For many, the notion that volume is the ultimate mark of guitar prowess remains deeply rooted. “This goes up to 11,” Spinal Tap’s oft-quoted maxim, has long been a knowing jibe at the belief that to be the guitarist in a band you’ll need to be as loud as humanly possible.
This was certainly something that Alan Sparhawk, a young guitarist from Duluth, Minnesota was keenly aware of back in 1993 when he and then-bandmate John Nichols fashioned a series of paradoxically slow and barely audible songs. As the pair rehearsed for their (loud) indie rock outfit Zen Identity, the two friends wondered what the response would be if these comically quiet compositions were gigged to the grunge-hungry rock crowds on their local circuit. The more they talked, the more seditious the idea became.
Recruiting Sparhawk’s wife Mimi Parker on drums, the trio leaned further into a sound that grew beyond a playful exercise in audience provocation. They built songs that actively used silence and intricately arranged instrumentation to wring out emotions in a dramatic contrast to the era’s popular powerchord-driven fare. The seeds of Low had been sown.
“In 1993, most music was pretty loud,” Sparhawk told The Portable Infinite. “With Low we tried to do something really different. We were very serious at the beginning. It was a little experiment at first. We ended up writing some songs that we liked. We thought it was good. We kept at it.”
The critics, relieved at finally being able to shed their earplugs, showered Low’s early work with praise. Signing to Virgin Records’ imprint Vernon Yard, the trio’s elegant 1994 debut I Could Live In Hope swelled their following. The band’s downcast tone would spawn its own sub-genre: slowcore, a niche that would be furrowed further by the likes of Duster, Pedro the Lion, and Codeine.
LPs and EPs followed. Over the next five years, co-founder Nichols was replaced by the nimble Zak Sally on bass, and Low moved from Vernon Yard to Chicago indie label Kranky for 1999’s fourth album, the Steve Albini-produced Secret Name.
In contrast to his disposition for creating records of cavernous intensity, Albini proved a judicious overseer of Low’s cottony landscapes. He would be called upon once more for album five, a record designed to be more dynamically variable than Low’s earlier work. While still using silence and scant instrumentation, Things We Lost in the Fire was punctuated by Sparhawk’s downcast arpeggios, murmuring melodies and throbbing chord sequences.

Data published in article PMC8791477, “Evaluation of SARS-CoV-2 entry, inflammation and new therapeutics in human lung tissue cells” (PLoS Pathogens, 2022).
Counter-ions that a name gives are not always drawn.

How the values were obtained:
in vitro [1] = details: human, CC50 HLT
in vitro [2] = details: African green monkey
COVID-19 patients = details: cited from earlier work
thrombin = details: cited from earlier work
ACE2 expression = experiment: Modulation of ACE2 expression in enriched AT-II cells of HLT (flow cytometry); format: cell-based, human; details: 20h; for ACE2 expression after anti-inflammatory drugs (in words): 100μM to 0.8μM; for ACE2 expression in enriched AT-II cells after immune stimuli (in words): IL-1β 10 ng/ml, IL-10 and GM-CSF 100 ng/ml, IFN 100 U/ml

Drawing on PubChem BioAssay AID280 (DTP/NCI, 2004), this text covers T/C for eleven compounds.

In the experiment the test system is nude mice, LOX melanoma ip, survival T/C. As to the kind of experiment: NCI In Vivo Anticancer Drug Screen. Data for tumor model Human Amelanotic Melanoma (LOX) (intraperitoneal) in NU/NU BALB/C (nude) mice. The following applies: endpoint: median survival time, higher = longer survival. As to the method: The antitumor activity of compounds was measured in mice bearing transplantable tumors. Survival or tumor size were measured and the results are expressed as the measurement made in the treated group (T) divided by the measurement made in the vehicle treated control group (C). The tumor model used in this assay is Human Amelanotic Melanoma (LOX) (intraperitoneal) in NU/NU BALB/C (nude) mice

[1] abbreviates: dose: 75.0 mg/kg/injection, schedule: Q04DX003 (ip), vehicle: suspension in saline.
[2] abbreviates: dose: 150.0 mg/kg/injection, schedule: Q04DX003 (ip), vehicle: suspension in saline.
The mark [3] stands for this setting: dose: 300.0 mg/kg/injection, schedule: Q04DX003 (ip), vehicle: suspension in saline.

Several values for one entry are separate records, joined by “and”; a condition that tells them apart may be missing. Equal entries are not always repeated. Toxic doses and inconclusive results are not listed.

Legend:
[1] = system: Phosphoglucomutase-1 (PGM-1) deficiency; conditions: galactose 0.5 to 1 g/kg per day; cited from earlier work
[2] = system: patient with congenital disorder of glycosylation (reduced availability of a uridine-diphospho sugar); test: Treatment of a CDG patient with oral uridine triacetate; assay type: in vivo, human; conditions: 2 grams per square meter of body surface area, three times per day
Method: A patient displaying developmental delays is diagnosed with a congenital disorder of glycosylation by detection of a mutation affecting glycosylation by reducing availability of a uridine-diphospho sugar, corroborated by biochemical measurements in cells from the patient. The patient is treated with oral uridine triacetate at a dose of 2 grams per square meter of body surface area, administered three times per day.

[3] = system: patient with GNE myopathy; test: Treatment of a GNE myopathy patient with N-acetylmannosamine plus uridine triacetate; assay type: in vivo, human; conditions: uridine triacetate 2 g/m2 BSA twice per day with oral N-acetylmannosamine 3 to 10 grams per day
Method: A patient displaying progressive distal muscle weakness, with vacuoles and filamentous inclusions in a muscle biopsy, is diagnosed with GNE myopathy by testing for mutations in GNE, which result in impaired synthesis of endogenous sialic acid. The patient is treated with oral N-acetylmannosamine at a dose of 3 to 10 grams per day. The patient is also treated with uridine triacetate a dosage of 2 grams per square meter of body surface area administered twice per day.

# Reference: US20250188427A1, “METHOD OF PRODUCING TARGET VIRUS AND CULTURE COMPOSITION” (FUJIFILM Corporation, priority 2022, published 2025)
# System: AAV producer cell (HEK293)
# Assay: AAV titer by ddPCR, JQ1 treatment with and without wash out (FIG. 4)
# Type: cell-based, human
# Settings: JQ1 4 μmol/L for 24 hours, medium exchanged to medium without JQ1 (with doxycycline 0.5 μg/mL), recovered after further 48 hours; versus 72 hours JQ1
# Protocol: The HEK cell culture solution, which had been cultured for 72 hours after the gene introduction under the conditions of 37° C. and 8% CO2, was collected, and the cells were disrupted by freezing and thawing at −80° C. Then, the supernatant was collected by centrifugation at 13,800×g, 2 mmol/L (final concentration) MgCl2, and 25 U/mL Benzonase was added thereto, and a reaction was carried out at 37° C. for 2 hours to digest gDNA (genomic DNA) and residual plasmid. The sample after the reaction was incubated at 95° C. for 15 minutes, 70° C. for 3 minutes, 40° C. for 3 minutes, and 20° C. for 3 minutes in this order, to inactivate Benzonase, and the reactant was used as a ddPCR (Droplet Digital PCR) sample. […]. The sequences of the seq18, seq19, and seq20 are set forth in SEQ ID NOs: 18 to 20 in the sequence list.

From the band’s outset, Sparhawk aligned himself exclusively to open G tuning. “I started messing with tunings when I was 19, mostly because of Sonic Youth,” he told QRD. “I settled on one I liked because I only had one guitar and didn’t like re-tuning. I later found out that it was open G. It seemed interesting so I just stuck with it. Now it’s all I know.”
Sparhawk’s open G is characteristic of the record’s sound, heard first during the descending four-chord sequence of opener Sunflower. As the guitarist’s chords are pummelled by Parker’s beat, two open D notes maintain a constant presence, tethering the arrangement down. The feel engenders a sense of emotionally ravaged resolve, a theme that permeates an album partly inspired by the birth of Sparhawk and Parker’s first child.
Sparhawk’s ringing chords cast darker shadows over the nagging Whitetail and the gloomy Embrace. Marking the album’s half-way point, Embrace’s exploration of the fleeting nature of love and mortality hits hard. Building out from fractured chords wrought from a baritone guitar and into a more panicky mid-section, the track features impassioned lead vocals from Parker.
Aside from the chord choices, Things We Lost in the Fire demonstrates Sparhawk’s mastery of the guitar as texture. From the glistening four-note tapestry of Laser Beam to the metallic mini-riffs that rise and fall on July, and the final searing triumph of In Metal’s radiant lead line, not a note is wasted.
Strings of a dove
Though the band crafted the record to be experienced as a single, clear journey, its trailing single Dinosaur Act was an early brief of what was to come. Built around a sparkling four-note riff that swings between Em and D, the track starts with a rare heft before becoming more subdued in its verses and later reaching a fuzz-riddled crescendo. “I like a very large dark tone, right on the edge of distortion,” Sparhawk told QRD. “It’s usually a tube amp turned up to breaking point.”
Though the album takes some bleak routes, particularly on Embrace and the twisting Whore, its destination, via closing track In Metal, is one of resolution. Driven by an acoustic G to Em chord sway, the closer is a hopeful paean to Sparhawk and Parker’s daughter. Though tinged with regret at the inevitability of their first child growing older, the song’s acoustic warmth and the ecstasy of its climbing lead line is conspicuously optimistic. The album’s concluding sounds, a recording of their baby daughter’s laughter, crystallises the hopeful finale.
While Low would go on to make eight more LPs, this perfect alchemy of theme, mood and musical approach ensures Things We Lost in the Fire stands tall in their canon, its abiding dynamic, a delicate application of subtle and distinctive guitar patterns, silence and affecting vocals. “The guitar wants to make music,” Sparhawk told QRD. “It feels like a battle most of the time but the guitar is a true friend, and it always gives back more than you give.”
Low, Things We Lost in the Fire (Kranky, 2001)
- Alan Sparhawk – Guitars, piano, vocals
- Mimi Parker – Drums and percussion, vocals
- Zak Sally – Bass
- Ida Pearle – Violin
- Daniel Huffman – Guitars, loops, noise
- Steve Albini – Production
Standout Guitar Moment
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